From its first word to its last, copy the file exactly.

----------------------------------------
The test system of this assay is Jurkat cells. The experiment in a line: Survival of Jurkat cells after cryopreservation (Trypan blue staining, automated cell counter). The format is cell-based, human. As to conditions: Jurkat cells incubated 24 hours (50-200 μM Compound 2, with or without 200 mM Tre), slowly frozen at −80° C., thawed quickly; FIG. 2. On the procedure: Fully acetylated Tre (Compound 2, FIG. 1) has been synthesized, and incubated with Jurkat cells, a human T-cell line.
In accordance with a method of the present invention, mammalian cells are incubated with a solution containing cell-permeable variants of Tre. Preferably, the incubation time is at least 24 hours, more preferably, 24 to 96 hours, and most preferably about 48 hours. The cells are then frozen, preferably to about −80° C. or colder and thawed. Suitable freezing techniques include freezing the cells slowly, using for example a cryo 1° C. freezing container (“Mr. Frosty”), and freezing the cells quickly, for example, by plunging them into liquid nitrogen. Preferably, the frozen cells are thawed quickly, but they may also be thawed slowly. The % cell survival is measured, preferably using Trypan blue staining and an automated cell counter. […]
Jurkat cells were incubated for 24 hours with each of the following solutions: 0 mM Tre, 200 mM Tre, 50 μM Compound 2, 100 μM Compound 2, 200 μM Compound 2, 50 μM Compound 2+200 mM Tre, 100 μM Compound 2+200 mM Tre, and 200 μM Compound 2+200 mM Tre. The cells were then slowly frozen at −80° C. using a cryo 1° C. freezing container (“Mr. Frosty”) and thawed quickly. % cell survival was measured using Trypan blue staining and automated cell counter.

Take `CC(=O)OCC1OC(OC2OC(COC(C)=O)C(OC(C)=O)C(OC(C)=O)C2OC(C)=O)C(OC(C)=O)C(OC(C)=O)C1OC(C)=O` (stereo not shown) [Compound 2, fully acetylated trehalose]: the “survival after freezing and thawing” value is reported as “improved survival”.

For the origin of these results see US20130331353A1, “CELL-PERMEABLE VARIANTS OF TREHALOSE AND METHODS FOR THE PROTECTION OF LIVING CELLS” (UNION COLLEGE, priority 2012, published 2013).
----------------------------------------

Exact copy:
The test system of this assay is Jurkat cells. The experiment in a line: Survival of Jurkat cells after cryopreservation (Trypan blue staining, automated cell counter). The format is cell-based, human. As to conditions: Jurkat cells incubated 24 hours (50-200 μM Compound 2, with or without 200 mM Tre), slowly frozen at −80° C., thawed quickly; FIG. 2. On the procedure: Fully acetylated Tre (Compound 2, FIG. 1) has been synthesized, and incubated with Jurkat cells, a human T-cell line.
In accordance with a method of the present invention, mammalian cells are incubated with a solution containing cell-permeable variants of Tre. Preferably, the incubation time is at least 24 hours, more preferably, 24 to 96 hours, and most preferably about 48 hours. The cells are then frozen, preferably to about −80° C. or colder and thawed. Suitable freezing techniques include freezing the cells slowly, using for example a cryo 1° C. freezing container (“Mr. Frosty”), and freezing the cells quickly, for example, by plunging them into liquid nitrogen. Preferably, the frozen cells are thawed quickly, but they may also be thawed slowly. The % cell survival is measured, preferably using Trypan blue staining and an automated cell counter. […]
Jurkat cells were incubated for 24 hours with each of the following solutions: 0 mM Tre, 200 mM Tre, 50 μM Compound 2, 100 μM Compound 2, 200 μM Compound 2, 50 μM Compound 2+200 mM Tre, 100 μM Compound 2+200 mM Tre, and 200 μM Compound 2+200 mM Tre. The cells were then slowly frozen at −80° C. using a cryo 1° C. freezing container (“Mr. Frosty”) and thawed quickly. % cell survival was measured using Trypan blue staining and automated cell counter.

Take `CC(=O)OCC1OC(OC2OC(COC(C)=O)C(OC(C)=O)C(OC(C)=O)C2OC(C)=O)C(OC(C)=O)C(OC(C)=O)C1OC(C)=O` (stereo not shown) [Compound 2, fully acetylated trehalose]: the “survival after freezing and thawing” value is reported as “improved survival”.

For the origin of these results see US20130331353A1, “CELL-PERMEABLE VARIANTS OF TREHALOSE AND METHODS FOR THE PROTECTION OF LIVING CELLS” (UNION COLLEGE, priority 2012, published 2013).